DealZone

Deals wrap: Getting hostile

A sign points the way to the headquarters of Genzyme in Cambridge, Massachusetts August 3, 2010.  REUTERS/Brian Snyder   Sanofi is getting hostile in its bid for Genzyme, after Genzyme management refused to negotiate. The $69-per-share offer will be taken directly to shareholders but will they be looking for more? *View article *View graphic on hostile deals  *View WSJ article on pharma M&A

Growth in emerging markets is aiding a global M&A boom and with large cash piles in hand, companies are finding it hard to resist the urge to acquire. *View article

Coca-Cola has completed its deal to take over North American operation of its top bottler, Coca-Cola Enterprises. Reuters interviewed Coke Chief Executive Muhtar Kent about what the deal will mean for the remaining independent bottlers. *View article

Business Insider makes the case for Yahoo and AOL merging, immediately. *View Business Insider article

Deals wrap: Disentangling from AIG

A protester yells at people in the AIG office building during a rally against government bailouts in New York's financial district, April 3, 2009.     REUTERS/Brendan McDermid American International Group and the U.S. government are moving closer to a deal on how the Treasury Department would exit its investment in the bailed-out insurer, sources said. *View article *View Bloomberg article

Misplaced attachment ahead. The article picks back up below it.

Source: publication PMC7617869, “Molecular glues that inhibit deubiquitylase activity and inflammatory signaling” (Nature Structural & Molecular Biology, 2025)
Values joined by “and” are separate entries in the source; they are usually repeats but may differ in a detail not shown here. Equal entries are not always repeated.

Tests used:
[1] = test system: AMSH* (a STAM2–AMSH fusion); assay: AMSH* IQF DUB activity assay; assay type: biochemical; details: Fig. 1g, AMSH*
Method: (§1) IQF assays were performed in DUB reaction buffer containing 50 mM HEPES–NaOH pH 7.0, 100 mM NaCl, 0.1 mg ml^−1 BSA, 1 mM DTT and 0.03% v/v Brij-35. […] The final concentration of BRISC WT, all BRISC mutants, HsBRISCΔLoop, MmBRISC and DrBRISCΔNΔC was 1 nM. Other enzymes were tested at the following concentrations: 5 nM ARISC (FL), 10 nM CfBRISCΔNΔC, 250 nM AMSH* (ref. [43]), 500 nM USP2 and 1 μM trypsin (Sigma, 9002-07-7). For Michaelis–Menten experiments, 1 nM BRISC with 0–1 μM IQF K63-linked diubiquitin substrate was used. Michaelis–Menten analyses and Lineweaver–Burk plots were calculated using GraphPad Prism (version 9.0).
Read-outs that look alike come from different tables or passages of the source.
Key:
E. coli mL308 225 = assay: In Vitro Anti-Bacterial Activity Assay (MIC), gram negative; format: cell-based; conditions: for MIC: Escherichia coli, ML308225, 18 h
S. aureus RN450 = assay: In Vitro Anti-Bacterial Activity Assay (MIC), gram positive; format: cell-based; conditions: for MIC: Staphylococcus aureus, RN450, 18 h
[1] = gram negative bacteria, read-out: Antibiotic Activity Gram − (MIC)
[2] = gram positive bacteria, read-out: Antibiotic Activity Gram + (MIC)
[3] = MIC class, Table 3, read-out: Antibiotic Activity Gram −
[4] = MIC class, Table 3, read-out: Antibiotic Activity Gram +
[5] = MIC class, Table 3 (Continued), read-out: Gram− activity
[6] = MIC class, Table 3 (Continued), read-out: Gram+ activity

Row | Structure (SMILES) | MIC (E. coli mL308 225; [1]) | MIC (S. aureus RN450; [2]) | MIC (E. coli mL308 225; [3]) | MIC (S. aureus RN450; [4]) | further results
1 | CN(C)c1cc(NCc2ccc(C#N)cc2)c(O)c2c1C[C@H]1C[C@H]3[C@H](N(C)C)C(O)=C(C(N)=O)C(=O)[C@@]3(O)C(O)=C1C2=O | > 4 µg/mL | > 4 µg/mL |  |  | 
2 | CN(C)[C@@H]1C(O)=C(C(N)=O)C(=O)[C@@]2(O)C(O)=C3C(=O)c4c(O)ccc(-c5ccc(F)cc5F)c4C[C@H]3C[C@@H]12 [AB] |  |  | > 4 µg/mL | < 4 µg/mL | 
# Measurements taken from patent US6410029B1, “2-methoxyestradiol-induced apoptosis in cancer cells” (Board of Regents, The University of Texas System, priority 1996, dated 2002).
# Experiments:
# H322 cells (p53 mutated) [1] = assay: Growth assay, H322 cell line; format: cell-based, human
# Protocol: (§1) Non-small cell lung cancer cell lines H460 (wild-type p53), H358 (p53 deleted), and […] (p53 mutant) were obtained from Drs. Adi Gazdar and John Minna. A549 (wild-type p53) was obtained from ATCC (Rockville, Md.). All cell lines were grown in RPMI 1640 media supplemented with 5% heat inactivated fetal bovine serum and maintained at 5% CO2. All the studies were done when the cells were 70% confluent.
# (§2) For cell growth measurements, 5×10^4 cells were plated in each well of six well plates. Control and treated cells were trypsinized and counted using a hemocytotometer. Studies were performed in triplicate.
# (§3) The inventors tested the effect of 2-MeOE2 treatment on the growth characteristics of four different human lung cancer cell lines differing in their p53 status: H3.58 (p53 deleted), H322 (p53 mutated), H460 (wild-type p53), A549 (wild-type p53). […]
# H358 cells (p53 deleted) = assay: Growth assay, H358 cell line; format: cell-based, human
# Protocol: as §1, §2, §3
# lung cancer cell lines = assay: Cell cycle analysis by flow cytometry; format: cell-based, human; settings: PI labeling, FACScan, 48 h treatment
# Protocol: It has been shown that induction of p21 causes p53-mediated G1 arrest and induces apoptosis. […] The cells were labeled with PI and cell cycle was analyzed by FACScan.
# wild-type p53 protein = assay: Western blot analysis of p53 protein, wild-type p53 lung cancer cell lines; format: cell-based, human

Southwest Airlines will purchase AirTran Holdings for $1.04 billion in cash and stock in a deal that will allow Southwest to expand its presence in major East Coast markets. The move by Southwest puts pressure on all major rivals, who are trying to strengthen their eastern markets to leverage more premium-paying business travel. *View article

Consumer goods group Unilever will buy hair and skin care company Alberto Culver for $3.7 billion in the latest move to rebalance its portfolio toward higher growth lines. Analysts said the price of the deal looked high, but could be justified by cost savings and by skewing Unilever’s business to more high growth, high margin categories. *View article

Deals wrap: Vaccine makers all the rage

A first aid kit made by Johnson & Johnson for sale on a store shelf in Westminster, Colorado April 14, 2009. REUTERS/Rick WilkingJohnson & Johnson, looking to catapult itself into the global vaccine market, is in talks to pay $2.3 billion to buy Dutch biotech Crucell. The potential deal may be more proof it was a question of not if, but rather when other successful biotech companies with late-stage products will be bought. The potential deal also signals that J&J is most likely out of that race for Genzyme.

“The bid price on the remaining shares can be considered as a knock-out price and is substantially higher than the analysts’ consensus target price,” one analyst said. *View article*

Speaking of Genzyme, one of the keys to a successful bid for the biotech company may lie with the heavyweights on the board of Sanofi. The French based pharmaceutical group, which has just lost its flamboyant, long-standing chairman, is dominated by representatives of top shareholders Total and L’Oreal , but is also brimming with pharma experts brought in via acquisitions.

from Breakingviews:

Genzyme shows how it can pressure Sanofi